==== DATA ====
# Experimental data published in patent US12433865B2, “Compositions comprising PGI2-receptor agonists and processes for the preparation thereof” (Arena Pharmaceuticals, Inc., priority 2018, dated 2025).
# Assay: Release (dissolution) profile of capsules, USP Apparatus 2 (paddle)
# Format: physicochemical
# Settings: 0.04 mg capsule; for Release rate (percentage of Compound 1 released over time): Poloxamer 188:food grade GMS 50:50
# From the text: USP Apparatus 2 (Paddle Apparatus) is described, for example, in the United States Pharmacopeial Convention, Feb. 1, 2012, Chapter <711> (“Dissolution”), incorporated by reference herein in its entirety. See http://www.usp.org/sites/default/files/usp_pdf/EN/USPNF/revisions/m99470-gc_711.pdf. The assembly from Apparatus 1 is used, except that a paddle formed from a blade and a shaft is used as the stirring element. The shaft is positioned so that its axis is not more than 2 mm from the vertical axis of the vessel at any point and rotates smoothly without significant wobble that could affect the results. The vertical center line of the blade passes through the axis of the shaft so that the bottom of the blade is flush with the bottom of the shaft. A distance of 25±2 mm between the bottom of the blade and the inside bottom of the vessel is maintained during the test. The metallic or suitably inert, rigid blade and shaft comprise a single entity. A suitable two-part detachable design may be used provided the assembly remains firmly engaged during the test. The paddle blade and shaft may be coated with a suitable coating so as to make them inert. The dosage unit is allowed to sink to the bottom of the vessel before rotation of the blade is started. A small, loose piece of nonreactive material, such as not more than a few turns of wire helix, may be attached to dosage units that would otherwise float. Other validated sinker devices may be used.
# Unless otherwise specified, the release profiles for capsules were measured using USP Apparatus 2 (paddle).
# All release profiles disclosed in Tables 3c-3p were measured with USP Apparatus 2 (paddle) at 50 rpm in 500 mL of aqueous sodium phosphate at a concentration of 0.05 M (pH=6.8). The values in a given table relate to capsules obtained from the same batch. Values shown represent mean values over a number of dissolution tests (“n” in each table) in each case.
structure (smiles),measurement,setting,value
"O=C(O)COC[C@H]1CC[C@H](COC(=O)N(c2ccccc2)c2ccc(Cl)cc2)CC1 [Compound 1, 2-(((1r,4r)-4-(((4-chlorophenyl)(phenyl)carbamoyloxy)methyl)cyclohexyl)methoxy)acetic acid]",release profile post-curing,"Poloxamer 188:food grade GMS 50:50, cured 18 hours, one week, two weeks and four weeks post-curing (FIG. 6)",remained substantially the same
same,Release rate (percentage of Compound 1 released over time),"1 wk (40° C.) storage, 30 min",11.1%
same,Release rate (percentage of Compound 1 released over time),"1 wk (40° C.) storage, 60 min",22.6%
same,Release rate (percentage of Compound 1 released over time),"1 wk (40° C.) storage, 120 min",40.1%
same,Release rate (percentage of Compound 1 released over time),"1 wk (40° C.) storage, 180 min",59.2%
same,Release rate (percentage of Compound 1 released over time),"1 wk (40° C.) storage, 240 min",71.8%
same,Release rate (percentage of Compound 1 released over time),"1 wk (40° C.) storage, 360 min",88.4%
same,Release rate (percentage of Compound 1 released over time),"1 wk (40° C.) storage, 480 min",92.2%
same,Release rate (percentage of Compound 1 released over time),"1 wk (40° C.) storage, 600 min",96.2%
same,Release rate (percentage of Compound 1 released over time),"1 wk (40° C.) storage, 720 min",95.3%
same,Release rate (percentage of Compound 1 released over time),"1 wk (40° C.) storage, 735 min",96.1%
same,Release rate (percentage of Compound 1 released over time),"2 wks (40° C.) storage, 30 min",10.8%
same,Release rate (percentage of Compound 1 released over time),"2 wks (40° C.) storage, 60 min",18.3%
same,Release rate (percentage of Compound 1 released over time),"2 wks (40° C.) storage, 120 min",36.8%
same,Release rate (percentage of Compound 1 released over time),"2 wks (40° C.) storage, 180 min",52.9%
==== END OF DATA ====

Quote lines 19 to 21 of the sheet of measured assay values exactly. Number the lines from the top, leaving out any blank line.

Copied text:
same,Release rate (percentage of Compound 1 released over time),"1 wk (40° C.) storage, 735 min",96.1%
same,Release rate (percentage of Compound 1 released over time),"2 wks (40° C.) storage, 30 min",10.8%
same,Release rate (percentage of Compound 1 released over time),"2 wks (40° C.) storage, 60 min",18.3%